My role is to represent the user, so it's vitally important that I understand their needs. Involving as many members of the project team and key stakeholders as possible, from the very beginning of my user research, is the best way for them to learn about our users too.
Together as an organisation, we can then understand how to build and design our services to be as user friendly and as intuitive as possible.
I'm passionate about making sure my research is inclusive. And that I learn about the needs of all the users of the service that's being developed. This includes people with access needs, and those who need support.
So, I designed an accessibility workshop for my colleagues. The objectives for attending the workshop were to:
- gain an overview of what people with different needs experience when using our services
- gain an understanding of accessible and inclusive design
We focus on the needs of our customers, but sometimes it's easy to forget that we have internal customers too. What do I mean by that? I mean my colleagues who use our in-house systems, our intranet and so on.
The workshop is interactive, starting with a group exercise that gets everyone on their feet.
Using their smartphone, they're given a task to find information about a company on our 'Search the register' service. Seems simple? How about bouncing a balloon with your other hand? And answering questions about your recent holiday, from the user researchers who are wandering around the room too?
The discussion afterwards revealed that some people found this tricky. This task helped to build empathy with people with diverse needs, especially those with cognitive and dexterity needs.
After that, 4 further mini workshops, with each group of 3 having the chance to take part in all the exercises and tasks. These include watching a video with no sound or subtitles. And a rather peculiar transcript that does not understand a Welsh accent very well.
For another mini workshop, James, our Lead Interaction Designer, has (deliberately) built a terrible website, so we can show how common bad design practices impact users with accessibility needs.
It's important to note here that the goal of these exercises is to give a better understanding of the challenges faced by people with different technology needs.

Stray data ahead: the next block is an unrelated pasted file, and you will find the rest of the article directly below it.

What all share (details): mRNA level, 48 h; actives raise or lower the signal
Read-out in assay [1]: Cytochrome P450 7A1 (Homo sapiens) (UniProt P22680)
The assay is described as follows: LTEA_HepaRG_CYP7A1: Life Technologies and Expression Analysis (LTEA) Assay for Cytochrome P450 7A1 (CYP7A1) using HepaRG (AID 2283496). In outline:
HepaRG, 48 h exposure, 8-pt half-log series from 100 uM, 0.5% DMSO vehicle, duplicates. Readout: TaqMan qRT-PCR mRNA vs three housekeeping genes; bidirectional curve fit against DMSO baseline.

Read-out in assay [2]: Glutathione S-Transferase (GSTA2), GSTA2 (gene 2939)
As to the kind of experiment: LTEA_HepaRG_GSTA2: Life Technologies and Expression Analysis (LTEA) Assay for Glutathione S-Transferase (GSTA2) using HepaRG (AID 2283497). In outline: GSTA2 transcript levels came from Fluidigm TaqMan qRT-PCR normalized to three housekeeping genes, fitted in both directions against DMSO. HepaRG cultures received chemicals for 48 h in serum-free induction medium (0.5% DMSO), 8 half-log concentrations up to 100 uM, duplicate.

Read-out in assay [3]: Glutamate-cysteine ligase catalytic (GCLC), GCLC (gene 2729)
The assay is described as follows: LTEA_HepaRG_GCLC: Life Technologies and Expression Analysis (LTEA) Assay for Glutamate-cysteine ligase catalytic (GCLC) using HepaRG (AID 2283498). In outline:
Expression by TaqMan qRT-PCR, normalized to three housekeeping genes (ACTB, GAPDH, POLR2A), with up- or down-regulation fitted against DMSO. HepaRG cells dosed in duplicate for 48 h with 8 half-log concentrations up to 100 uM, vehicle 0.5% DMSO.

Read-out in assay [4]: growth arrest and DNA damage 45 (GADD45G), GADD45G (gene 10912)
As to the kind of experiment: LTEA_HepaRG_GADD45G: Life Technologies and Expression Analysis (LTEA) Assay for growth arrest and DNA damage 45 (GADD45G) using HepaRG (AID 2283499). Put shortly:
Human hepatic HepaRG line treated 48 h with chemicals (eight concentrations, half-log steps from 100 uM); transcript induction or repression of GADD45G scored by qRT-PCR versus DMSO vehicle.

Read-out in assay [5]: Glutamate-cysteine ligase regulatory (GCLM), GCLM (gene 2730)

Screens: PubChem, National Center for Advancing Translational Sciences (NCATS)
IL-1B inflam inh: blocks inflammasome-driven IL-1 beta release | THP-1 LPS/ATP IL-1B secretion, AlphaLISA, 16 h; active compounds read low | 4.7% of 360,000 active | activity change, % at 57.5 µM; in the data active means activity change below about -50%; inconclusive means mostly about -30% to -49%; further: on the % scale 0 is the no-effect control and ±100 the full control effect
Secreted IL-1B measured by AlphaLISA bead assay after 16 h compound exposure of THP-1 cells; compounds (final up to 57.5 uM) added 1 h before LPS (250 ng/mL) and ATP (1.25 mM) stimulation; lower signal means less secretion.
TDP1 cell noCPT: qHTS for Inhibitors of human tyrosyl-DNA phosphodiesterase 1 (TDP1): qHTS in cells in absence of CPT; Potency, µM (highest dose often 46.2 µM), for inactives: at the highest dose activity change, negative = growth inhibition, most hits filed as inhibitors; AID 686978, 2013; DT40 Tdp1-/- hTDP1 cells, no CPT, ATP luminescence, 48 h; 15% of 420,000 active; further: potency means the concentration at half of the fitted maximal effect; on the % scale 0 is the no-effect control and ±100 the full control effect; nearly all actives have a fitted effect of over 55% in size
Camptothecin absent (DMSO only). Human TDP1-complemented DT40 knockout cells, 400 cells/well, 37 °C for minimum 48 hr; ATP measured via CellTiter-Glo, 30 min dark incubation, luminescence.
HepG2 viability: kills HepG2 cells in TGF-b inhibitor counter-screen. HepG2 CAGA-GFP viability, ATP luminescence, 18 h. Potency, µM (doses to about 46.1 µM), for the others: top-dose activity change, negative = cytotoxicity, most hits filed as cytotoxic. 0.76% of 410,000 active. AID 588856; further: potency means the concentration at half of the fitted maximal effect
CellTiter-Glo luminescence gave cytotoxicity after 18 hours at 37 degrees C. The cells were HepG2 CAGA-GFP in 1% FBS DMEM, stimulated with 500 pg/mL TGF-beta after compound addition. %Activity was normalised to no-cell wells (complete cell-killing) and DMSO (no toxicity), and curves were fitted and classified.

Analysing the feedback
We've ran 15 sessions so far, for our colleagues in Cardiff, Belfast, Edinburgh and London.
We asked colleagues at the start of each session their reasons for attending. Answers jotted down on post-its revealed words like 'curiousity', 'learn' and 'awareness'.
At the end of the sessions, we asked the group to jot down one word to describe what they thought about accessibility after the session. 'Necessary', 'inclusivity' and 'informative' were just some of the powerful notes that were shared. These were amazing comments to read, making the hard work to design and implement these sessions worthwhile.
We sent everyone a survey afterwards, asking for feedback. We only asked 5 questions, not to take up too much more of their time. The results of the completed surveys informed us that 100% would recommend the course to colleagues.
We've had people leave the session thinking about how they can make excel spreadsheets more accessible, how including subtitles on videos can make a difference, and how using simpler language can make text more understandable.
In the coming months, we're planning to open an empathy lab. This will support the next iteration of the workshop which will encourage colleagues to come and have a go with out kit. They'll be able to experience what it's like using different assistive technologies, software and devices when interactive with digital services.
In addition to this, colleagues will be able to log onto a laptop as a specific persona (or profile), which will also help to highlight some of the barriers faced by users.
User research is a team sport
This is a well known phrase within the user research community, particularly those who work within government.
The success of these workshops relies upon the whole use research team helping me.
Accessible design is better design for everyone. We may all see things in our daily work that need addressing and I want everyone to feel empowered to raise concerns when they see them. Sometimes, the smallest changes can make the biggest differences.
Here at Companies House, the user research team are always here to lend a ear if our colleagues want to talk about any issues.
If you're interested in helping us to improve our services, sign up to our user panel.